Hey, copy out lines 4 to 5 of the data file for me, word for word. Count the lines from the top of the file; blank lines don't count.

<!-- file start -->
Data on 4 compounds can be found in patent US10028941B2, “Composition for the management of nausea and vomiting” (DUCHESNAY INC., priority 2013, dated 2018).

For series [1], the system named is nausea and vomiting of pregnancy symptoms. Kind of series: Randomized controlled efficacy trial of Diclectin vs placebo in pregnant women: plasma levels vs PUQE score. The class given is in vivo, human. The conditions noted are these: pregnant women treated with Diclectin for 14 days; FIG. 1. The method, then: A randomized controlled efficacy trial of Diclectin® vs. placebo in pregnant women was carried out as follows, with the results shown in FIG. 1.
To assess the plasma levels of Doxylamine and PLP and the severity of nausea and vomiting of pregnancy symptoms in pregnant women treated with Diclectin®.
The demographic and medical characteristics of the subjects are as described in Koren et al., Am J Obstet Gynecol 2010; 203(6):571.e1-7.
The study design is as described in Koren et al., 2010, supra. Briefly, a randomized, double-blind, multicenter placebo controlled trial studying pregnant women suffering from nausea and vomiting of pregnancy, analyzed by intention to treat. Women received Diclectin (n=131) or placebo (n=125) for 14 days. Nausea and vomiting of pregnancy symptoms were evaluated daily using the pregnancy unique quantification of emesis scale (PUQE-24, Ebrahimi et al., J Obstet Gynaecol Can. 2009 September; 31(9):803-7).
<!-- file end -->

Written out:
The demographic and medical characteristics of the subjects are as described in Koren et al., Am J Obstet Gynecol 2010; 203(6):571.e1-7.
The study design is as described in Koren et al., 2010, supra. Briefly, a randomized, double-blind, multicenter placebo controlled trial studying pregnant women suffering from nausea and vomiting of pregnancy, analyzed by intention to treat. Women received Diclectin (n=131) or placebo (n=125) for 14 days. Nausea and vomiting of pregnancy symptoms were evaluated daily using the pregnancy unique quantification of emesis scale (PUQE-24, Ebrahimi et al., J Obstet Gynaecol Can. 2009 September; 31(9):803-7).